Yes, more megapixels (or MP) do mean better image quality - but there are other factors that make a camera great. Today, megapixels are used to measure the potential quality of a camera.
Y ou can compare megapixels to calories. Both of them have one thing in common, they measure quantity, not quality. The quality of the image produced by a camera is a complex phenomenon involving not only the number of pixels, but also the image sensor, camera optics, engineering, and firmware.
Newer camera models come with more megapixels that tend to make your older models seem obsolete. Megapixels have something to say about the resolution promised by a camera. The first generation digital cameras were horrible in this regards and trailed behind the film cameras in terms of image quality. Today, even cameras classified for beginners are high in megapixels
What Do Megapixels Really Mean?
If you look at an old cathode ray television (CRT), pixels are those tiny dots that cover the entire white screen when there is no signal. In other words, megapixels are the total number of pixels that are required to form an image by a camera sensor. Generally, the more the pixels used, the finer the image details. The same way a Lego construction with big blocks would look coarse when compared with the ones formed with tiny blocks.
The size of the sensor also impacts on the image quality. DSLRs are able to outclass smartphones in image quality because they have a combination of lens and sensor systems that are generally larger than what you would find in smartphones. This means that they can absorb more light from the environment than a regular smartphone. So, even at a fairly lower megapixel count, compared with a smartphone, they are still able to take better pictures than their more compact, albeit more pocket-friendly, cousins.
On this premise, comparing a DSLR and a smartphone’s megapixel count is not a fair comparison. Comparing the number of megapixels is a feature which is better appreciated if you are comparing cameras with similar sensors and lens properties.
Why More Megapixels Matter When Choosing A Camera
A camera sensor with a higher megapixel count will generally capture greater details. For example, a 6MP sensor captures twice as many details as a 3MP sensor, and four times more than a 1.5MP sensor. This is very important if you have an intention to print the image. Much of the advice to upcoming photographers usually suggests they go for cameras with a reasonable megapixel count.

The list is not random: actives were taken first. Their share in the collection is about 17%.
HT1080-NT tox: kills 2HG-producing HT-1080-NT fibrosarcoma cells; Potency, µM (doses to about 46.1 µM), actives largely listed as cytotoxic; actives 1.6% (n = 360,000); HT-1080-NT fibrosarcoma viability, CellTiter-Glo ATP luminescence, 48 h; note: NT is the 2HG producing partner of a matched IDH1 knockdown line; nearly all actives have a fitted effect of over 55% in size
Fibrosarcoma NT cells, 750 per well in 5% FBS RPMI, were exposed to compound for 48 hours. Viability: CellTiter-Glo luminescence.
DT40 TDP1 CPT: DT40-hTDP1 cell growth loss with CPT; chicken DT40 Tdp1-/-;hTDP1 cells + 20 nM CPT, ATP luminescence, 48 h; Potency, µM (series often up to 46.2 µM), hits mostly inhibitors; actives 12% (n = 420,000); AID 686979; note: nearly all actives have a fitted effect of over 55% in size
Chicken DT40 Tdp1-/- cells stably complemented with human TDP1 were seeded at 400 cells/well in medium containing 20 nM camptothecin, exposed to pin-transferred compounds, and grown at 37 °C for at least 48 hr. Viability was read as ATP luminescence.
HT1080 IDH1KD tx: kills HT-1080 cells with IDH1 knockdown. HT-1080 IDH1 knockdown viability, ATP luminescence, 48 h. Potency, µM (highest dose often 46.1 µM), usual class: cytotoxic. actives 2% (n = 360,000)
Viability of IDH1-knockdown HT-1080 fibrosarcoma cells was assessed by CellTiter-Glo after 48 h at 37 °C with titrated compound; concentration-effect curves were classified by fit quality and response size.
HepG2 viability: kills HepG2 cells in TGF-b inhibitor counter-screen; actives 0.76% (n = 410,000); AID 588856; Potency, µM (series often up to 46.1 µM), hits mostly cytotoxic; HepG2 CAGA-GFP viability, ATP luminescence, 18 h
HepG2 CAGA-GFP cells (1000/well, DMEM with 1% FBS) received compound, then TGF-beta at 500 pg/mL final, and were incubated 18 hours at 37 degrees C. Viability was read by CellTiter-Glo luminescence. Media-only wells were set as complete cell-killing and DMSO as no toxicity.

There is a general notion that the best print is obtained with a setting of 300dpi (dot per inch). Research has shown that this is the highest level at which the human eye can clearly distinguish from a reasonable distance. The settings and pixel count required to print the highest quality image depends on the size of the print.
When your post-processing requires much cropping, more megapixels will give you a better result. More megapixels give you more room when you are cropping your photos to play around, without losing out on resolution.
Is It Possible To Have Too Many Pixels?
Having a large megapixel can hurt your image - indirectly. As you pack up the megapixels, it jacks up the size of your image. When you send such images to printers, share on social media, or send to photo book producers, the pictures will be downsized automatically. What happens is that the software randomly deletes pixels without knowing which ones are critical to the picture.
The large size of the image makes it difficult to share the image with your friends on the internet, especially if you have a slow Internet connection. It might eat deeply into your data cap. It can also fill up your storage space, limiting the amount of image you can carry on your device. It is not a surprise that smartphone makers give you the option to adjust the image resolution.
Many smartphones have a separate image processor so as not to overwhelm the main processor. Even then, they still need some time to focus - this is the reason why your burst mode may be characterized by blurs. The amount of megapixels should not be your major concern but how well this fits into your usability plan.